If our Founding Fathers loathed and feared the common man, how can liberty possibly be the founding uniting principle of America? If the American dream is for universal success and social upward mobility, how can it ever be universal? The single fact of our life is that for someone to win, someone must lose. For someone to move up in the rankings, someone must move down. Disneyland becomes reality, and then suddenly the fundamental motivating factors of our lives are exposed as lies. And slowly, adagio pianissimo, new generations grew wise to this fact. To the fact that the Baby Boomers built nothing but instead destroyed the key truths of human existence of the generations that came before them. And so, we scream, "WHY? THIS IS SO UNFAIR." We are the children of the great, we are the sons and daughters of the Yuppies, this doesn't make sense. We are unhappy because happiness is meant to be reality less expectations. In systematically repressing reality and replacing it with hyperreality, we threw off this strict formula. We have great ambition and a competitive spirit, but we are terribly lazy because we are entitled, because we've been taught that we are anything but ordinary. The fact is that by the definition of the word, all of us cannot possibly be 'extraordinary.'' For one person to be outstanding, one hundred must be completely ordinary, average. This statement is aversive to the point of rage for us because it goes against the grain of what we embraced as the truth and embraced it we did because it was comfortable, it was enticing. If someone tells you you are amazing your whole life, slowly you begin to believe it yourself. Likewise, if you consistently tell everyone that you are a golden god, you start to believe it yourself. Our generation is self-destructive because we are so unhappy. We are disillusioned, we are cynical, and we seek out, no, desperately need excess to survive. It is no coincidence that "Do you believe me, I don't believe in anything" became a rallying cry along with "Kill people, burn shit, fuck school."

Lana Del Rey is herself the champion of exaggeration, of false patriotism and false materialism because the transience of our society's symbols lends itself to the greater picture. She recreated herself, created a new identity, an identity that is founded in creationism instead of evolution. Her identity, and by extension, our entire society, is fed by celebrity culture, by rampant consumerism. We steal for the rush, to get caught, and to get that elusive media exposure. "Prison don't mean nothing to me."

And so, what's the point? What do we live for if everything is built on lies because we as a society, have selected hyperreality in place of the decrepit truth? Let us recall The Matrix. Forget Neo because there are no Neos in the real world. No, The Matrix has one character that makes a realistic choice, a choice that we have all embraced. Cypher is our role model, not Neo, because the realization of the falsehood of that what we choose need not diminish our joy from making that choice. And so I work for a meaningless piece of paper, studying shit that I don't care about, to get more experience and more qualifications so that I can do more shit that I don't care about and all this can make sense because these choices are what drive us forward. They bring us a career which brings us money which allows us to purchase things like $500 lamps. But these lamps are no longer lamps, they are literally shining symbols, validation both to ourselves and to others that that person must be doing something right if he can afford to buy a Maserati convertible. We make choices that seem wrong because we want to impress others so that we can impress ourselves. We want to establish dynasties, teach our kids how to play American football, sail and send them to the top schools of the world. We want to do blow, and get blown, and blow others away because we live in fear. We are scared that one fine morning, this illusion we have collectively embraced will somehow break and we will find ourselves caught pantsless looking out onto our bright green endless rolling lawn into the bay and see. See that post-modern-self-awareness will not save us. And we will ask ourselves was all this ever worth it? Isn't it the same as it ever was? And we might despair, or we might not, but even if we do, whatever, we have neatly packaged that into a concept as well and called it a midlife crisis. We'll buy another convertible, we'll be alright. Money, power, glory. Full stop. Poverty, feebleness, nursing homes, death.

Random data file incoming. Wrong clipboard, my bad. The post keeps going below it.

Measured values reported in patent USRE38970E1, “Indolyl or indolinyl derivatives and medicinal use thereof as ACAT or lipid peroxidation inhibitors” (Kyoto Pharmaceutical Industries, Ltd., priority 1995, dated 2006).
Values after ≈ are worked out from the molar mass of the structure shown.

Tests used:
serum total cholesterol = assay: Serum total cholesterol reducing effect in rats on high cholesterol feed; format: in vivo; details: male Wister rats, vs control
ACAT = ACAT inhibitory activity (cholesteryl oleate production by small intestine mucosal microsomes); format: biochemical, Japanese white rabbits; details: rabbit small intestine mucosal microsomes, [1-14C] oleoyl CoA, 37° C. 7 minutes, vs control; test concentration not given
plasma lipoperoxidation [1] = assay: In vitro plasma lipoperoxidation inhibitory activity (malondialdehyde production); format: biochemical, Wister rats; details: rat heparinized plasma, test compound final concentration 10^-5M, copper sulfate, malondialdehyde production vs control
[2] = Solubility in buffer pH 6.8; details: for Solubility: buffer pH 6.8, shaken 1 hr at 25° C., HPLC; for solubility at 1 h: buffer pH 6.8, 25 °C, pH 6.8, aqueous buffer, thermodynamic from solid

Cruel World.